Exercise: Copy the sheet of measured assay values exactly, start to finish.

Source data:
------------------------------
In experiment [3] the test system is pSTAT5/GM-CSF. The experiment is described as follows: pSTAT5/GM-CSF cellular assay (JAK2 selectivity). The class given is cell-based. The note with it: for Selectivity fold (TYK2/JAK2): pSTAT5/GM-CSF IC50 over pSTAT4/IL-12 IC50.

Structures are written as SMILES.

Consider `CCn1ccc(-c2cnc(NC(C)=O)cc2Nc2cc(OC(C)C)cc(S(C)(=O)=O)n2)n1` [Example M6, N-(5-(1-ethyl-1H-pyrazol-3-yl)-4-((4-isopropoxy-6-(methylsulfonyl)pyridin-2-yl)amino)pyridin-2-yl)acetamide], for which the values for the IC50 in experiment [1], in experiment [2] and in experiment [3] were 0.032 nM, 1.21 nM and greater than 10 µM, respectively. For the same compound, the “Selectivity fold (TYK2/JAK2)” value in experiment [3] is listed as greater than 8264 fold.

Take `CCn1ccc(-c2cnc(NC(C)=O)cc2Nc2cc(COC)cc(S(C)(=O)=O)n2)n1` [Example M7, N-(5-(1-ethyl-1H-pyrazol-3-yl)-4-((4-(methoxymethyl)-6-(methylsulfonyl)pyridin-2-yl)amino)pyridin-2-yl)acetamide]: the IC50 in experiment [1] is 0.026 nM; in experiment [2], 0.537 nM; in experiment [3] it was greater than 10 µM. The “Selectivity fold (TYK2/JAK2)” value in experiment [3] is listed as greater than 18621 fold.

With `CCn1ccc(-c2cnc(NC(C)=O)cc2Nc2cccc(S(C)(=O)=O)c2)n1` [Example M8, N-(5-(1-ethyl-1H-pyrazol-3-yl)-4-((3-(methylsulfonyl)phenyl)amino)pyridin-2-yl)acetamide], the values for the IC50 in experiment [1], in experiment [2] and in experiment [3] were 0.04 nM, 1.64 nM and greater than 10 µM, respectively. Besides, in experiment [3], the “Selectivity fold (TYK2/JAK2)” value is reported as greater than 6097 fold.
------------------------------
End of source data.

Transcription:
In experiment [3] the test system is pSTAT5/GM-CSF. The experiment is described as follows: pSTAT5/GM-CSF cellular assay (JAK2 selectivity). The class given is cell-based. The note with it: for Selectivity fold (TYK2/JAK2): pSTAT5/GM-CSF IC50 over pSTAT4/IL-12 IC50.

Structures are written as SMILES.

Consider `CCn1ccc(-c2cnc(NC(C)=O)cc2Nc2cc(OC(C)C)cc(S(C)(=O)=O)n2)n1` [Example M6, N-(5-(1-ethyl-1H-pyrazol-3-yl)-4-((4-isopropoxy-6-(methylsulfonyl)pyridin-2-yl)amino)pyridin-2-yl)acetamide], for which the values for the IC50 in experiment [1], in experiment [2] and in experiment [3] were 0.032 nM, 1.21 nM and greater than 10 µM, respectively. For the same compound, the “Selectivity fold (TYK2/JAK2)” value in experiment [3] is listed as greater than 8264 fold.

Take `CCn1ccc(-c2cnc(NC(C)=O)cc2Nc2cc(COC)cc(S(C)(=O)=O)n2)n1` [Example M7, N-(5-(1-ethyl-1H-pyrazol-3-yl)-4-((4-(methoxymethyl)-6-(methylsulfonyl)pyridin-2-yl)amino)pyridin-2-yl)acetamide]: the IC50 in experiment [1] is 0.026 nM; in experiment [2], 0.537 nM; in experiment [3] it was greater than 10 µM. The “Selectivity fold (TYK2/JAK2)” value in experiment [3] is listed as greater than 18621 fold.

With `CCn1ccc(-c2cnc(NC(C)=O)cc2Nc2cccc(S(C)(=O)=O)c2)n1` [Example M8, N-(5-(1-ethyl-1H-pyrazol-3-yl)-4-((3-(methylsulfonyl)phenyl)amino)pyridin-2-yl)acetamide], the values for the IC50 in experiment [1], in experiment [2] and in experiment [3] were 0.04 nM, 1.64 nM and greater than 10 µM, respectively. Besides, in experiment [3], the “Selectivity fold (TYK2/JAK2)” value is reported as greater than 6097 fold.